The Humble Superfood
In the age of the superfood we're looking for our food to give us more than simple physical nourishment, we want our food to be enlightened and to nourish us spiritually. Food has evolved from conventional to aspirational and next, to evangelical. Some foods once revered have fallen out of trend. Some others have recently hit the main stream with exotic origins and spiritual promises.
In this superfood crazed society, I'm here to draw attention back to tea. Tea has been our faithful servant and giver. It was there for us when we wanted an alternative caffeine source, it was there when we were looking for something to boost metabolism and stimulate weight loss, it is there for us now while we are searching for antioxidant, specifically catechin, -rich foods to help combat cancer proliferating free radicals, and tea is there for us while we're venturing into the next wave of demands on our foods, to feed our spirit. This is, I believe, the real power of tea. It is why I was drawn to tea even before I knew the scientific reason behind its abilities.
We are searching for foods that give us life force, transcendence, and spiritual nourishment. To fill these demands I offer you tea.
A high quality cup of tea has been experimentally and clinically shown to reduce anxiety, increase your body's ability to promote a feeling of well-being, and send our brains into the wakeful resting alpha brain wave state, the same state achieved during meditation. Pretty incredible huh?!
And I bet we've all experienced this to some degree or another. We all know tea has a calming affect. It can make a bad day turn out okay. Well guess what, that's not just a figment of your imagination, the tea is actually changing your brain chemistry to make you feel better.
Tea has a very special amino acid, biologically active L-Theanine. L-Theanine has only ever been found in the tea plant, Camellia Sinensis, and some rare, poisonous mushroom. Why L-Theanine is so incredible is its molecular structure is nearly identical to a neurotransmitter our bodies create, GABA. Neurotransmitters are the endogenous chemicals responsible for the physical reactions our bodies experience when a thought or feeling is generated. Adrenaline is a well known neurotransmitter that makes our heart race, increases our breathing, and makes us feel uneasy. GABA, is essentially the opposite of adrenaline. GABA calms us, relieves anxiety, and triggers the release of dopamine and serotonine. It has even been observed that our brains will enter into the alpha wave production state with increased GABA production. This is the same brain wave state as observed during meditation. Now, back to L-Theanine. Because the molecular structure of L-Theanine is so similar to that of GABA, consuming L-Theanine enhances and even stimulates our body's natural ability to enter this state of well-being. So it actually is all in your head, but not figuratively speaking.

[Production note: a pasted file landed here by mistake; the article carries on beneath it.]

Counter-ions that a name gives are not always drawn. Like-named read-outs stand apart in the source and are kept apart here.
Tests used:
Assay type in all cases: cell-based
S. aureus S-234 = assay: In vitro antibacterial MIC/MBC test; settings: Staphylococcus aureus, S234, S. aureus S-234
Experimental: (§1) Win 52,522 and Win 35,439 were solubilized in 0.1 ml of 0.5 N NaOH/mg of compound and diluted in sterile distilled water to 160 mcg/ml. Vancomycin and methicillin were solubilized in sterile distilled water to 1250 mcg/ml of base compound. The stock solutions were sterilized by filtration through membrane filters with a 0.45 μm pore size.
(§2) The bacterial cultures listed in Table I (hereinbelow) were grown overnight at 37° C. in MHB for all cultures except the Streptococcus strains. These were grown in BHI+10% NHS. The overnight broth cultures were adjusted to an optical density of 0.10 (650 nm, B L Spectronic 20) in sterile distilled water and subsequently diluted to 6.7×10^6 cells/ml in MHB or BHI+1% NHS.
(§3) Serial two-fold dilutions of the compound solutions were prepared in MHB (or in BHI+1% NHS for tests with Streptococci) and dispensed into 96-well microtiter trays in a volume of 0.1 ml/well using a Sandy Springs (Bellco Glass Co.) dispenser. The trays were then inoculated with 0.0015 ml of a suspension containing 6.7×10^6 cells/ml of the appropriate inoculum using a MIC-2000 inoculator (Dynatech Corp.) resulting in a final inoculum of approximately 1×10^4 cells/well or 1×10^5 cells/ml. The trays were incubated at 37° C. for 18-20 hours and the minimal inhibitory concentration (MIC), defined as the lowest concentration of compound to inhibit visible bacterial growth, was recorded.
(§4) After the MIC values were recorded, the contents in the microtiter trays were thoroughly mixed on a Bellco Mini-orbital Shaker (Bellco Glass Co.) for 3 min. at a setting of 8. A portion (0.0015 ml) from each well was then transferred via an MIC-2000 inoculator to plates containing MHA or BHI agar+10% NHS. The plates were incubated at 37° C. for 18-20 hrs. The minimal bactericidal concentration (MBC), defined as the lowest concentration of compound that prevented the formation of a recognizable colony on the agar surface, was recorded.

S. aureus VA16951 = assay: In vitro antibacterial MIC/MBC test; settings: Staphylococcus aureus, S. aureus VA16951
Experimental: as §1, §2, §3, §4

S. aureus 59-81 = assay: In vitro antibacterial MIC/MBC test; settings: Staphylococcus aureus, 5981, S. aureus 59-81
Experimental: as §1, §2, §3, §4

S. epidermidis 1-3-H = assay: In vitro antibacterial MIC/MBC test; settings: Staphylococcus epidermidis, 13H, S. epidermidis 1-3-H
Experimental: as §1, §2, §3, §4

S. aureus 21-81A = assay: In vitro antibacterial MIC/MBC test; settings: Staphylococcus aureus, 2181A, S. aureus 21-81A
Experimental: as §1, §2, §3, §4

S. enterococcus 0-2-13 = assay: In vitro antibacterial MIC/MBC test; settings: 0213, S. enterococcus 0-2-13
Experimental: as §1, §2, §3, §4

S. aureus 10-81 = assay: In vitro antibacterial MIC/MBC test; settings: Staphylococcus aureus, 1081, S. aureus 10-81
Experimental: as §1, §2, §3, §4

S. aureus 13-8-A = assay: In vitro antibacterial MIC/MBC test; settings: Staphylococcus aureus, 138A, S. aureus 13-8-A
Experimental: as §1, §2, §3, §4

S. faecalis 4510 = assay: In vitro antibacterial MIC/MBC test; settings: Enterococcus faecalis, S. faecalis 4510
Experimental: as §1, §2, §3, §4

So I invite you to reconsider this humble beverage. True tea has so much more to offer us then we've ever given it credit for in the past. Maybe it's because true tea in America is hard to come by, or the pharmaceutical industry wants to sell us pills rather than allow us to find natural sources of anxiety relief.
I'm still researching what teas have the highest amounts of L-Theanine but I do have some insights I can share:
In general, tea is harvested beginning in the early spring and lasting through the fall. The first harvest of the season is referred to as the First Flush. This is the prized harvest of each year because it produces the most flavorful tea. Reason being is all the chemical compounds in the tea have built up while the plant laid dormant over the winter months. These compounds include antioxidants, flavanoids, proteins, vitamins, and the all important L-Theanine. Therefore, it seems to reason the first harvest of the season will have the highest amount of L-Theanine. The second harvest, or Second Flush, will come in close second. Beyond these two harvests, teas are rarely distinguished by this factor. And, I don't believe the type of tea (white, green, yellow, oolong, black, puer/dark) necessarily changes the level of L-Theanine. The processing techniques that differentiate the six tea families don't have an affect on the amino acid content of the leaf. This doesn't hold true for antioxidants though, so the completely unoxidized teas, green teas, will have the most antioxidants. So if it's antioxidants, catechins, and/or EGCG you're looking for, you can't do better than a ceremonial grade matcha.
I will continue to research L-Theanine content in tea and how the cultivar, growing conditions, harvest, and processing affect the final loose leaf tea. But for now I can share with you what teas I've been gravitating to that I know give me that feeling of well-being. The first is a 2017 First Flush Darjeeling from the Castleton Estate we have in the shop right now. And another is called Iccha Kariban, a 2018 shincha (Japanese first flush) from the Kagoshima Prefecture, we just got in. Drinking these teas raise my vibrational level and just make me feel like everything is just as it is supposed to be.
Stay tuned as I dive deeper into this subject. I believe it will give me a scientific reasoning behind what I have thought all along about tea and is why I started this business; that introducing a true tea practice into everyone's life will unlock a level of collective conscious that will truly be revolutionary.